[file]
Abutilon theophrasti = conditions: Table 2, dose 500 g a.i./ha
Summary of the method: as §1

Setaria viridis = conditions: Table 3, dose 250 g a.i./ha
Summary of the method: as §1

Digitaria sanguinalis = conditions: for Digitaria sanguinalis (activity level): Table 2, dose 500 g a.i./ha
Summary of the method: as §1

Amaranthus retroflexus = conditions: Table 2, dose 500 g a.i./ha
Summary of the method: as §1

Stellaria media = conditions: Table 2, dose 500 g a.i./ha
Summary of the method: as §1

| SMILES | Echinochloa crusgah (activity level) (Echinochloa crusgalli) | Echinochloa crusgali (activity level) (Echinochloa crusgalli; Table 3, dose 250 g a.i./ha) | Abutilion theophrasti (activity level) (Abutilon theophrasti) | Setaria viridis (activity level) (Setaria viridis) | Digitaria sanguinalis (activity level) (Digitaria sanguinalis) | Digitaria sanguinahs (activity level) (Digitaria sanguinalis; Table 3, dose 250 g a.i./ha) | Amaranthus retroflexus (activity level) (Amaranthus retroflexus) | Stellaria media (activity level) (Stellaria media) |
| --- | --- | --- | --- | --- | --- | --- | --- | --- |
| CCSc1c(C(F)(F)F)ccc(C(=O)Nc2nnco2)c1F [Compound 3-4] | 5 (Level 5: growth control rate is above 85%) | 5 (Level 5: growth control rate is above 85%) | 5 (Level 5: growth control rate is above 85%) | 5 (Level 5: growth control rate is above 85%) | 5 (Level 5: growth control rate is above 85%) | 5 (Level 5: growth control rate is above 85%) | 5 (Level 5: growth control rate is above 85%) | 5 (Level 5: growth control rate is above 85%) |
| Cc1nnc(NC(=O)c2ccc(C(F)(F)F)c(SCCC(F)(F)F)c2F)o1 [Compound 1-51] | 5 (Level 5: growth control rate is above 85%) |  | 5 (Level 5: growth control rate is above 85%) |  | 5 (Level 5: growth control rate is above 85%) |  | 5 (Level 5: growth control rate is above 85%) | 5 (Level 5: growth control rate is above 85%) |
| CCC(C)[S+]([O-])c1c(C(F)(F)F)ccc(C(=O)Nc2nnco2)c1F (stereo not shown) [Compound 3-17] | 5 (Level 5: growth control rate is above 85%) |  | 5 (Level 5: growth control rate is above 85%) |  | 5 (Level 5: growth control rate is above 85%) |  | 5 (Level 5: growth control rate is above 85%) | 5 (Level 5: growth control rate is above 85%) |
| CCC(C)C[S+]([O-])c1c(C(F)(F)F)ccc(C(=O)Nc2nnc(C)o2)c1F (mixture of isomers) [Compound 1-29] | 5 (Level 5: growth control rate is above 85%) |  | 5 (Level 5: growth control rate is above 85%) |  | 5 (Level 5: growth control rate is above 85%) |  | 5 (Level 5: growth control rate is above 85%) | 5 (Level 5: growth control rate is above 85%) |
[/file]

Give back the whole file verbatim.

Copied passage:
Abutilon theophrasti = conditions: Table 2, dose 500 g a.i./ha
Summary of the method: as §1

Setaria viridis = conditions: Table 3, dose 250 g a.i./ha
Summary of the method: as §1

Digitaria sanguinalis = conditions: for Digitaria sanguinalis (activity level): Table 2, dose 500 g a.i./ha
Summary of the method: as §1

Amaranthus retroflexus = conditions: Table 2, dose 500 g a.i./ha
Summary of the method: as §1

Stellaria media = conditions: Table 2, dose 500 g a.i./ha
Summary of the method: as §1

| SMILES | Echinochloa crusgah (activity level) (Echinochloa crusgalli) | Echinochloa crusgali (activity level) (Echinochloa crusgalli; Table 3, dose 250 g a.i./ha) | Abutilion theophrasti (activity level) (Abutilon theophrasti) | Setaria viridis (activity level) (Setaria viridis) | Digitaria sanguinalis (activity level) (Digitaria sanguinalis) | Digitaria sanguinahs (activity level) (Digitaria sanguinalis; Table 3, dose 250 g a.i./ha) | Amaranthus retroflexus (activity level) (Amaranthus retroflexus) | Stellaria media (activity level) (Stellaria media) |
| --- | --- | --- | --- | --- | --- | --- | --- | --- |
| CCSc1c(C(F)(F)F)ccc(C(=O)Nc2nnco2)c1F [Compound 3-4] | 5 (Level 5: growth control rate is above 85%) | 5 (Level 5: growth control rate is above 85%) | 5 (Level 5: growth control rate is above 85%) | 5 (Level 5: growth control rate is above 85%) | 5 (Level 5: growth control rate is above 85%) | 5 (Level 5: growth control rate is above 85%) | 5 (Level 5: growth control rate is above 85%) | 5 (Level 5: growth control rate is above 85%) |
| Cc1nnc(NC(=O)c2ccc(C(F)(F)F)c(SCCC(F)(F)F)c2F)o1 [Compound 1-51] | 5 (Level 5: growth control rate is above 85%) |  | 5 (Level 5: growth control rate is above 85%) |  | 5 (Level 5: growth control rate is above 85%) |  | 5 (Level 5: growth control rate is above 85%) | 5 (Level 5: growth control rate is above 85%) |
| CCC(C)[S+]([O-])c1c(C(F)(F)F)ccc(C(=O)Nc2nnco2)c1F (stereo not shown) [Compound 3-17] | 5 (Level 5: growth control rate is above 85%) |  | 5 (Level 5: growth control rate is above 85%) |  | 5 (Level 5: growth control rate is above 85%) |  | 5 (Level 5: growth control rate is above 85%) | 5 (Level 5: growth control rate is above 85%) |
| CCC(C)C[S+]([O-])c1c(C(F)(F)F)ccc(C(=O)Nc2nnc(C)o2)c1F (mixture of isomers) [Compound 1-29] | 5 (Level 5: growth control rate is above 85%) |  | 5 (Level 5: growth control rate is above 85%) |  | 5 (Level 5: growth control rate is above 85%) |  | 5 (Level 5: growth control rate is above 85%) | 5 (Level 5: growth control rate is above 85%) |